Things I love about Austria

I have 65 days left in Austria. That’s two months, so I figure I need to be all here. I know I’ll look back in two months (as I have at the past 2 and a half months) and say, “WHERE DID IT GO?”

I asked God what He wanted me to do with my time left here. I mean, I’ve seen most of the sights in Graz, excepting a few museums that I’d like to get to. I’ve eaten tons of new things, even expanding my diet a bit. I’ve met lots of new people, and I’ve started my tan early. I’ve travelled, I’ve gone to class, I’ve gotten halfway through Moby Dick. Now what? What do you do with your last two months?

I’m hesitant to quote God, but I think this is what I heard him say, somewhere deep in my stomach (the way to a person’s heart….)

What do you want to do?

Good point, God.

What are those things that I pictured myself doing before I left that I haven’t done yet? What desires are in my heart to pursue before I leave this period of adventure and freedom in my life? I’m going to start doing those things. And to kick off my newfound adventuresome spirit, here is the long-awaited list of things I love about Austria.

  1. Semmel. Some of the most simply tasty breakfast rolls you can imagine.
  2. Cobblestone streets
  3. Beautiful architecture that has a story to tell
  4. CAFÉS. Oh I will miss all the cafés.
  5. Having the ability to walk anywhere, the plethora of sidewalks and pedestrian crossings
  6. It’s cheaper than many countries in Europe.
  7. Musical history everywhere!
  8. Close proximity to so many other countries
  9. Friendliness to Americans (for the most part…)
  10. the Alps… it’s enough to make me want to live in a small mountain village someday. They’re breathtaking
  11. Cheap train transport (Amtrak, get your act together!)
  12. Gelato and ice cream shops on every corner, or at least every corner where there isn’t a bakery
  13. Easy access to beautiful postcards
  14. The good quality food in stores, so many cheap organic options grown in Austria, few GMOs, less processed food
  15. How the egg yolks are orange… and one time I found a feather in my egg carton. That’s FRESH.
  16. Even though they love their wurst and schnitzel, they’re pretty vegetarian friendly. Not as much as France, but pretty good.
  17. It’s a pretty temperate climate this year, especially compared to my homeland.
  18. Kebap as the common fast food instead of McDonald’s
  19. Easy access to lots of types of food – not that Chicago doesn’t have the same thing, but Chicago doesn’t have the same charm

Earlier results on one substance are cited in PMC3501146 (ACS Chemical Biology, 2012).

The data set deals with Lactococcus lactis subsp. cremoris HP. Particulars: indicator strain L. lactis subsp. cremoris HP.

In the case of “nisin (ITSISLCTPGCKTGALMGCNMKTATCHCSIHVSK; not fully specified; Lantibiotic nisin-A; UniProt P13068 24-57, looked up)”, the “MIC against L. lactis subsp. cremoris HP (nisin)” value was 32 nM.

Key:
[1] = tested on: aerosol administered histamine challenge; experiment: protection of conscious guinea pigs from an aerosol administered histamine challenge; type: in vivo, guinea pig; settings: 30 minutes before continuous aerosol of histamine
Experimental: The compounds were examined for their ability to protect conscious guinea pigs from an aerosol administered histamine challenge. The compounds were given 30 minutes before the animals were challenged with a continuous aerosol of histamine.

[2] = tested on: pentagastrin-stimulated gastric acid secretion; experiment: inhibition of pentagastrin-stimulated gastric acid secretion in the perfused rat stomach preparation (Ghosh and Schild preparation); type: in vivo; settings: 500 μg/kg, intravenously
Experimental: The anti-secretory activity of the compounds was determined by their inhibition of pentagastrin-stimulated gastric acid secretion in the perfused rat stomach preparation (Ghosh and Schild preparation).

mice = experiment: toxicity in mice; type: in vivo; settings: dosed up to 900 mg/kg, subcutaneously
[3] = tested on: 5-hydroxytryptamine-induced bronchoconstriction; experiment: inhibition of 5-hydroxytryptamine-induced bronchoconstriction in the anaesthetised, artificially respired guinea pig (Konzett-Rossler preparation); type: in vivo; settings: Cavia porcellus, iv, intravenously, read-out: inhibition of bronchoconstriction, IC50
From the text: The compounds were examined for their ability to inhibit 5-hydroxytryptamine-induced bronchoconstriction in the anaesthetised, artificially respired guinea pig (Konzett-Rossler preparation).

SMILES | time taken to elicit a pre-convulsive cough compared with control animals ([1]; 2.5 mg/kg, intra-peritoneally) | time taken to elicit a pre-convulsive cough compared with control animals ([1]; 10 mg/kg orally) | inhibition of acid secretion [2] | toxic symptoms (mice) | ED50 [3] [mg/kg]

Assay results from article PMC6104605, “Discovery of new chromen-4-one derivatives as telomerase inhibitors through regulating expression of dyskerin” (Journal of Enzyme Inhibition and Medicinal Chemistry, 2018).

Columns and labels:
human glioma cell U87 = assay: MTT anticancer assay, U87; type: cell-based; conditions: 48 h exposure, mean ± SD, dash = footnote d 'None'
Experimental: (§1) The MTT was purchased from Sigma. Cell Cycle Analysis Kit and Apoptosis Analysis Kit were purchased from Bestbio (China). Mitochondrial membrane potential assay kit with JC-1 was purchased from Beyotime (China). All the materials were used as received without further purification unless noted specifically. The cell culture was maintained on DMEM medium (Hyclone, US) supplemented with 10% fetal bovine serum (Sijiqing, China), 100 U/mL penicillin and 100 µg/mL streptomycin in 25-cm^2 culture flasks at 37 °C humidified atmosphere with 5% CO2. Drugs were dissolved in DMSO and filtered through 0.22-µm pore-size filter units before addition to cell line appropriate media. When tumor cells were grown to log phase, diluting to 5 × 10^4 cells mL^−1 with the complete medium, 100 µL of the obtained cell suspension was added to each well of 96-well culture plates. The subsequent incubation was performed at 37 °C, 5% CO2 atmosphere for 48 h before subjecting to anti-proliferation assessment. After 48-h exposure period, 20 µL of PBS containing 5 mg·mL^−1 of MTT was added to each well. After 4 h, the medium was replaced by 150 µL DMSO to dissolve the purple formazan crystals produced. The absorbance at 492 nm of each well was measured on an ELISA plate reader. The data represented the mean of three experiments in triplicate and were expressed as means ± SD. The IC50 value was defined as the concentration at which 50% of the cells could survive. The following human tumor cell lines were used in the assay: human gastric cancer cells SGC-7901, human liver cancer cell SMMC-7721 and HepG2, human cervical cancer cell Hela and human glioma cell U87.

20. CASTLES and PALACES. I am blown away by the number and amazing history.
  21. Photo ops. There are a million and a half equally gorgeous photo ops.
  22. You can use any ATM if you have an Austrian bank account without extra charges.
  23. Student discounts on tourist things are actually a good discount and make it possible for me to do things!
  24. No shortage of good chocolate or pastries.
  25. The coffee. Oh, Julius Meinl, I could marry you if you were an actual, living man.
  26. The little biscuits served with a cappuccino.
  27. The absence of Starbucks and other subpar chains
  28. Baking with metric measurements. I might be a convert.
  29. The produce here actually goes bad quickly, which indicates freshness and localness.
  30. Amazing dairy products.  Really.
  31. the honors system with public transportation. Seems pretty effective, and it speeds things up.
  32. Sometimes, I really love the formality of things. Sometimes not, but we’ll put it on the list anyways.
  33. The hills are alive.
  34. Dirndls. I think they’re the coolest thing ever.
  35. Street artists with harps and digderidoos.
  36. Did I mention cafés? That alone is enough to make me want to be an ex-pat. (But then, I love America)
  37. The charming accents when Austrians speak English
  38. Ivy everywhere
  39. Winter didn’t last long after I got here, which I can’t say for Minnesota
  40. The abundance of street food vendors

That’s just a short list. There are other things I love about my experience here, but I’ll cap the list at 40.

For my remaining two months here, I intend to spend lots of time walking around, visit the art museum, invest in the friendships I’ve already begun, take day trips to other parts of Austria, and drink lots and lots of coffee, all the while photographing the entire thing and buying souvenirs as I see them.

There, we have a plan.

Conversations and identity

I had a long day today. I traveled for longer than I usually do, but the end result was that I got back to Graz. Little confusion was involved, so we don’t have to rehash all the hours of connections and transportation.

I have a theory. I think that Satan likes to attack when we’re not prepared. That’s just good battle strategy, right? I rarely think about the things that happen to me as a Satanic attack, but there are some days when anxiety strikes while I’m shaving a week off of my legs. Not because I’m holding a razor but… well, now that I think about it, I’m not sure why.